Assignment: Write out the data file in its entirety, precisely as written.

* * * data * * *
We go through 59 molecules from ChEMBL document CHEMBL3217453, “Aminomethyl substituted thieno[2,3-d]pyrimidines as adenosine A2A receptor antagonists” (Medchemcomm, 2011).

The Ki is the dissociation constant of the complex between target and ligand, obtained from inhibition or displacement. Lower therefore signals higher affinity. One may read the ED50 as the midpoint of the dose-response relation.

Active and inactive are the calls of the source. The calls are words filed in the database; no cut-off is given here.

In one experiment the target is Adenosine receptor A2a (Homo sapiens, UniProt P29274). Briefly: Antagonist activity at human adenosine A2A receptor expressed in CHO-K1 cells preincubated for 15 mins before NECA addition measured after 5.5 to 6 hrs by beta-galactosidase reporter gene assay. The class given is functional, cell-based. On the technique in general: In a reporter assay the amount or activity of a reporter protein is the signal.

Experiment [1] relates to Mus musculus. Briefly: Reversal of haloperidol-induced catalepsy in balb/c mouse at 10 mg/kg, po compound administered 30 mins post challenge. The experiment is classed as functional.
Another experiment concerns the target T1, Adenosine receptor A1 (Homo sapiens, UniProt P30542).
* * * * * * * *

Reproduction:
We go through 59 molecules from ChEMBL document CHEMBL3217453, “Aminomethyl substituted thieno[2,3-d]pyrimidines as adenosine A2A receptor antagonists” (Medchemcomm, 2011).

The Ki is the dissociation constant of the complex between target and ligand, obtained from inhibition or displacement. Lower therefore signals higher affinity. One may read the ED50 as the midpoint of the dose-response relation.

Active and inactive are the calls of the source. The calls are words filed in the database; no cut-off is given here.

In one experiment the target is Adenosine receptor A2a (Homo sapiens, UniProt P29274). Briefly: Antagonist activity at human adenosine A2A receptor expressed in CHO-K1 cells preincubated for 15 mins before NECA addition measured after 5.5 to 6 hrs by beta-galactosidase reporter gene assay. The class given is functional, cell-based. On the technique in general: In a reporter assay the amount or activity of a reporter protein is the signal.

Experiment [1] relates to Mus musculus. Briefly: Reversal of haloperidol-induced catalepsy in balb/c mouse at 10 mg/kg, po compound administered 30 mins post challenge. The experiment is classed as functional.
Another experiment concerns the target T1, Adenosine receptor A1 (Homo sapiens, UniProt P30542).